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Drugs, wine women and music: the life and death of Marvin Gaye


Body and soul: Gaye threw himself into his concerts. Pictorial Parade/ Getty

Body and soul: Gaye threw himself into his concerts. Pictorial Parade/ Getty

Body and soul: Gaye threw himself into his concerts. Pictorial Parade/ Getty

The way his life was going, it's unlikely Marvin Gaye was going to be around for his 75th birthday this week. As things panned out, the slinky King of Soul didn't even make it to his 45th – shot dead by his own father with just hours to go.

Coked-up and paranoid for months, the singer had taken to wearing a bulletproof vest he only removed when he was about to step on stage, or when he got home to the house he'd signed over to his parents to keep it from his creditors.

It was late morning when Gaye's father entered his bedroom and, without saying a word, shot him in the heart. As the singer slumped to his knees, his father stepped forward and fired again at point blank rage with a pistol he'd been given by his son to guard him.

It was a bizarre, sordid end to a life that was itself often bizarre and sordid. But Marvin Gaye had soared gloriously too, carrying the voice of black America to new heights.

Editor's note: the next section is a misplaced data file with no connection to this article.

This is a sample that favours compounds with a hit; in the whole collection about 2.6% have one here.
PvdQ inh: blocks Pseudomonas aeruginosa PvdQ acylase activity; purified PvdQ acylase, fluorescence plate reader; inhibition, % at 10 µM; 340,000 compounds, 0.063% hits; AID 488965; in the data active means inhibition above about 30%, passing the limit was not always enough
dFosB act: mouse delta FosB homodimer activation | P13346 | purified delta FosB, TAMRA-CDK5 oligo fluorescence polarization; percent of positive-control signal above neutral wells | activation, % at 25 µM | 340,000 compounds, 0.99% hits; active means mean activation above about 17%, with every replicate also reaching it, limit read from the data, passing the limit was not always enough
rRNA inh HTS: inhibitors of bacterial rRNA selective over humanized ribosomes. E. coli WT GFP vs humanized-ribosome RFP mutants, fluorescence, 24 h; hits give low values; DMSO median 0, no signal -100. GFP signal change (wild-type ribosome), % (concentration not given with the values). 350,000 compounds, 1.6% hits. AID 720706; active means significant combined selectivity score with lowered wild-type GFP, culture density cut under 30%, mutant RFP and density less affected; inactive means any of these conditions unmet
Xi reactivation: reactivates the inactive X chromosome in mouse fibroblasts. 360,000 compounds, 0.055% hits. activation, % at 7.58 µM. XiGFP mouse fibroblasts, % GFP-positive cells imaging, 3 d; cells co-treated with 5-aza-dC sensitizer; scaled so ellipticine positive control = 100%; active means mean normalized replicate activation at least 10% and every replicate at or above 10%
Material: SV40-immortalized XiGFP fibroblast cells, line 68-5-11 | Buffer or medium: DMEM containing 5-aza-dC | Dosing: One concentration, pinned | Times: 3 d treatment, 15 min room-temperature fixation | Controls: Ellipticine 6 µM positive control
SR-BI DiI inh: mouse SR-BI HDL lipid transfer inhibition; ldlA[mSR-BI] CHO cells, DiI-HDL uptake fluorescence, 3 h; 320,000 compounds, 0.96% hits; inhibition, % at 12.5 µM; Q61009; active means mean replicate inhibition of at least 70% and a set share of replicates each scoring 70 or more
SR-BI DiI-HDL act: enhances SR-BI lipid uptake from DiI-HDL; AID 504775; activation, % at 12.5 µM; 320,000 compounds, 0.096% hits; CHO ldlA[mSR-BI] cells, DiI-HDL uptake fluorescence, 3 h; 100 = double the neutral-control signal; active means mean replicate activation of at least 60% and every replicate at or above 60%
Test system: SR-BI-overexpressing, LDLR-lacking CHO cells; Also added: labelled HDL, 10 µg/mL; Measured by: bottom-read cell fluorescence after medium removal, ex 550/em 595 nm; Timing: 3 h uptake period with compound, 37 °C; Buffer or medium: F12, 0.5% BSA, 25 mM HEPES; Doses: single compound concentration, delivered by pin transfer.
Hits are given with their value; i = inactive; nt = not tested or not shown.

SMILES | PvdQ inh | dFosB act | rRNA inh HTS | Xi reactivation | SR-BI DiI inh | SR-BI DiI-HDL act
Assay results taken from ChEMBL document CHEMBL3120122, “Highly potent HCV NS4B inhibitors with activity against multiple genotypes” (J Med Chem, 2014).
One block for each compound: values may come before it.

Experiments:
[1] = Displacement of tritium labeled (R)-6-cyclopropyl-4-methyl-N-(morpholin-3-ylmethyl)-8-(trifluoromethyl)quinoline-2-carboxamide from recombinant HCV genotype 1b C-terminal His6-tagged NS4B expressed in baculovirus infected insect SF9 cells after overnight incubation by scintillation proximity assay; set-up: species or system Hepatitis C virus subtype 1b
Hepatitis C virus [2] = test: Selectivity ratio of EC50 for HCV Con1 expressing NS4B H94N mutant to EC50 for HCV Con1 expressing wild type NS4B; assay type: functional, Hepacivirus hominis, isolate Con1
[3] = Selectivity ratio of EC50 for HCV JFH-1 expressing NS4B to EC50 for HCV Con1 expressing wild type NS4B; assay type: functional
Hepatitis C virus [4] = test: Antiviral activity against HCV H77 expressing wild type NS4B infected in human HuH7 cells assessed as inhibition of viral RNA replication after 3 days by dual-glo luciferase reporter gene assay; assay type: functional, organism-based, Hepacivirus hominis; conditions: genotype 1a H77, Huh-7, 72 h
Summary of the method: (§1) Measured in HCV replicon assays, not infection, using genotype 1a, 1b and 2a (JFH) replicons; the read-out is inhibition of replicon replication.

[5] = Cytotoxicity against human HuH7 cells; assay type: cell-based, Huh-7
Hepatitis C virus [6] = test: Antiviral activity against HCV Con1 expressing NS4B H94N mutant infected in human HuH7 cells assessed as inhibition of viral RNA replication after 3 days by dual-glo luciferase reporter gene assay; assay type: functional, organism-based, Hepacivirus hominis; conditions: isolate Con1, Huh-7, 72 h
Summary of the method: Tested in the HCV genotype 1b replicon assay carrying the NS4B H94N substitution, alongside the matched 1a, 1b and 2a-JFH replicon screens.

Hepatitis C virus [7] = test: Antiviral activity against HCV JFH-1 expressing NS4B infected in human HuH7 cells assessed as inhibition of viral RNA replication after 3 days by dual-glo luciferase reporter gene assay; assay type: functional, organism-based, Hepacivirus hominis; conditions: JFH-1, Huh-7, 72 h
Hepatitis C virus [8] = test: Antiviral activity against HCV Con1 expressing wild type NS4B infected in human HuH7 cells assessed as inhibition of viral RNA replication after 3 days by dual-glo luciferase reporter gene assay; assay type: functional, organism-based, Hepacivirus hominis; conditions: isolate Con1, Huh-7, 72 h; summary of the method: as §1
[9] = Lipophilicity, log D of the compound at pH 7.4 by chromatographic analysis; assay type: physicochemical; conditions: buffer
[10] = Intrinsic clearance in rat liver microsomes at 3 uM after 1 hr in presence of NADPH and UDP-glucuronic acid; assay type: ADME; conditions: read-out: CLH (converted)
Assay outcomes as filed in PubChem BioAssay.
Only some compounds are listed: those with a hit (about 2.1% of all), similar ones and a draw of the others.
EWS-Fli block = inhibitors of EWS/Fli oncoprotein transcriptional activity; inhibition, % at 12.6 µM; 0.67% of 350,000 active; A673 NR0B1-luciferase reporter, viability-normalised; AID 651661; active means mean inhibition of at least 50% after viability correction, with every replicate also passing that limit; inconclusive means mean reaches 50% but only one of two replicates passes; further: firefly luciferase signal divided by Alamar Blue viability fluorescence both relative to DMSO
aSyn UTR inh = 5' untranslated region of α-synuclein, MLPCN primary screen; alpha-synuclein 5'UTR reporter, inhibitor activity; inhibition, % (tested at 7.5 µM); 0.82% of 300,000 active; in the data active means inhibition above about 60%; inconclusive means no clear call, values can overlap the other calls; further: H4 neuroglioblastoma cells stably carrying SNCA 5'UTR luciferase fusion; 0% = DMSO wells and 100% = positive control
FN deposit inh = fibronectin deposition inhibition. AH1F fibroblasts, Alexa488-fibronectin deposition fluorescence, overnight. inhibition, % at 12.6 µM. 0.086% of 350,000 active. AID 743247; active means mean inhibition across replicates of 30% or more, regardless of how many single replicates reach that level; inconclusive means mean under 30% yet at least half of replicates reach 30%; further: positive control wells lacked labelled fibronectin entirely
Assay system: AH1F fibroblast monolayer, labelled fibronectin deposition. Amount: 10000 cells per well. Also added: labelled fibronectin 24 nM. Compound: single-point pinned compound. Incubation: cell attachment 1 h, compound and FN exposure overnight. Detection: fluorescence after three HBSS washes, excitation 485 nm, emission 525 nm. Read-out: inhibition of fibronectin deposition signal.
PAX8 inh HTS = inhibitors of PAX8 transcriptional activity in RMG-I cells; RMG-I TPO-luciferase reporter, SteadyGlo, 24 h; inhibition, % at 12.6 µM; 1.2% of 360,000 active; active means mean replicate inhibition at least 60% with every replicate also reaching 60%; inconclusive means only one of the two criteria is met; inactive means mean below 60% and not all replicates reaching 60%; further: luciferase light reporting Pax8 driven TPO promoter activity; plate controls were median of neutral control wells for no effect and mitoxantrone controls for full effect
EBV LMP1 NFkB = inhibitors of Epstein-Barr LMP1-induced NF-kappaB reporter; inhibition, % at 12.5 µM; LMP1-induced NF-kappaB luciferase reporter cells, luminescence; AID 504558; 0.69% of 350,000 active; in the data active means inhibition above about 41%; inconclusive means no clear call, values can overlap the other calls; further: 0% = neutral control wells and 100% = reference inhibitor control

Marvin's relationship with his father, also Marvin, was troubled. Marvin Snr's calling as a Pentecostal minister didn't curb his womanising, cross-dressing or sadism. Beaten into his teens, the singer described his upbringing as "like living with a very peculiar, changeable, cruel and all-powerful king". His loving mother taught him how to drown out his torment with song. But for her, he'd have killed himself.

Some felt Marvin was looking for another mother when he started dating Anna Gordy in 1960. He was 20, she was 35. She was also the sister of Berry Gordy, whose new Motown Records label was gearing up as pop's greatest hits factory.

By the time they tied the knot in 1963, Marvin was a contender in a Motown stable that already featured Smokey Robinson, Little Stevie Wonder, The Temptations, Martha And The Vandellas and (though as yet they couldn't get arrested) The Supremes.